The Bookenders Book Group met to talk about To Kill a Mockingbird by Harper Lee on Wednesday, September 29 for the citywide read. We had a great time. The interesting and insightful discussion led by Carl Sederholm was enjoyed by all who attended. We discussed many things such as Scout's perspective and what that meant for the story, racial relations, why this beloved classic is on the banned books list, the shooting of the rabid dog, small town life, why most children have a Boo Radley, if Tom Robinson was doomed no matter what choice he made and so much more. At one point Katie Marsh wondered about Atticus telling his son to shoot the blue jays and not the mockingbirds. She was confused by this because everything else in Atticus's wisdom and character would not have been ok with shooting the blue jays. That led to more interesting insights into the story and why Atticus would say such a thing.
We also discussed the life of Harper Lee and the information found in the book Mockingbird: A Portrait of Harper Lee by Charles Shields. We talked about her relationship with Truman Capote and how she helped him with research of his book In Cold Blood. We speculated on why she never wrote another book and wondered if maybe she has written one to be published after her death. Linda Butler pointed out that there is nothing wrong with writing just one really great American novel and that Harper Lee deserves to be proud of that.
|One of the very few pictures of Harper Lee and Truman Capote together|
After the discussion we served pound cake with mixed berries and whipped topping.
One last thought -
Harper Lee has been very reclusive for years. However, in July 2006 she wrote a letter to Oprah Winfrey which was published in the Oprah magazine. It is a rare published item by her that tells how she became a reader as a child in Depression-era Alabama. This sweet essay shows how much we are missing when we read and discuss biographies written about her. Ultimately we can hope that someday there might be one written in her own words that can tell us of her own thoughts and feelings without speculation.
This is the letter she wrote:
Do you remember when you learned to read, or like me, can you not even remember a time when you didn't know how? I must have learned from having been read to by my family. My sisters and brother, much older, read aloud to keep me from pestering them; my mother read me a story every day, usually a children's classic, and my father read from the four newspapers he got through every evening. Then, of course, it was Uncle Wiggily at bedtime.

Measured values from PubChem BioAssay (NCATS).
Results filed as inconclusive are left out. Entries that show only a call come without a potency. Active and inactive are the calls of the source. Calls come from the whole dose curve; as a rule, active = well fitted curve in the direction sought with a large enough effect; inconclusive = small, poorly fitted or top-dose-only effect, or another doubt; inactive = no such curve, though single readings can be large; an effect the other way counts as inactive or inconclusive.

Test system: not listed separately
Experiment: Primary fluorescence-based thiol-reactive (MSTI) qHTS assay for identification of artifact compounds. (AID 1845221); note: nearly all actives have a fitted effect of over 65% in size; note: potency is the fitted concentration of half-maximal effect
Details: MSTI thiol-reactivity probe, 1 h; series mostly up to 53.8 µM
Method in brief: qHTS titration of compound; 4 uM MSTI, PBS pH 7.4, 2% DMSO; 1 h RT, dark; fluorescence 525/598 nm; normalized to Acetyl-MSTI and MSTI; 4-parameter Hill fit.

So I arrived in the first grade, literate, with a curious cultural assimilation of American history, romance, the Rover Boys, Rapunzel, and The Mobile Press. Early signs of genius? Far from it. Reading was an accomplishment I shared with several local contemporaries. Why this endemic precocity? Because in my hometown, a remote village in the early 1930s, youngsters had little to do but read. A movie? Not often--movies weren't for small children. A park for games? Not a hope. We're talking unpaved streets here, and the Depression.
Books were scarce. There was nothing you could call a public library, we were a hundred miles away from a department store's books section, so we children began to circulate reading material among ourselves until each child had read another's entire stock. There were long dry spells broken by the new Christmas books, which started the rounds again.
As we grew older, we began to realize what our books were worth: Anne of Green Gables was worth two Bobbsey Twins; two Rover Boys were an even swap for two Tom Swifts. Aesthetic frissons ran a poor second to the thrills of acquisition. The goal, a full set of a series, was attained only once by an individual of exceptional greed--he swapped his sister's doll buggy.
We were privileged. There were children, mostly from rural areas, who had never looked into a book until they went to school. They had to be taught to read in the first grade, and we were impatient with them for having to catch up. We ignored them.
And it wasn't until we were grown, some of us, that we discovered what had befallen the children of our African-American servants. In some of their schools, pupils learned to read three-to-one--three children to one book, which was more than likely a cast-off primer from a white grammar school. We seldom saw them until, older, they came to work for us.
Now, 75 years later in an abundant society where people have laptops, cell phones, iPods, and minds like empty rooms, I still plod along with books. Instant information is not for me. I prefer to search library stacks because when I work to learn something, I remember it.
And, Oprah, can you imagine curling up in bed to read a computer? Weeping for Anna Karenina and being terrified by Hannibal Lecter, entering the heart of darkness with Mistah Kurtz, having Holden Caulfield ring you up--some things should happen on soft pages, not cold metal.
The village of my childhood is gone, with it most of the book collectors, including the dodgy one who swapped his complete set of Seckatary Hawkinses for a shotgun and kept it until it was retrieved by an irate parent.
Now we are three in number and live hundreds of miles away from each other. We still keep in touch by telephone conversations of recurrent theme: "What is your name again?" followed by "What are you reading?" We don't always remember.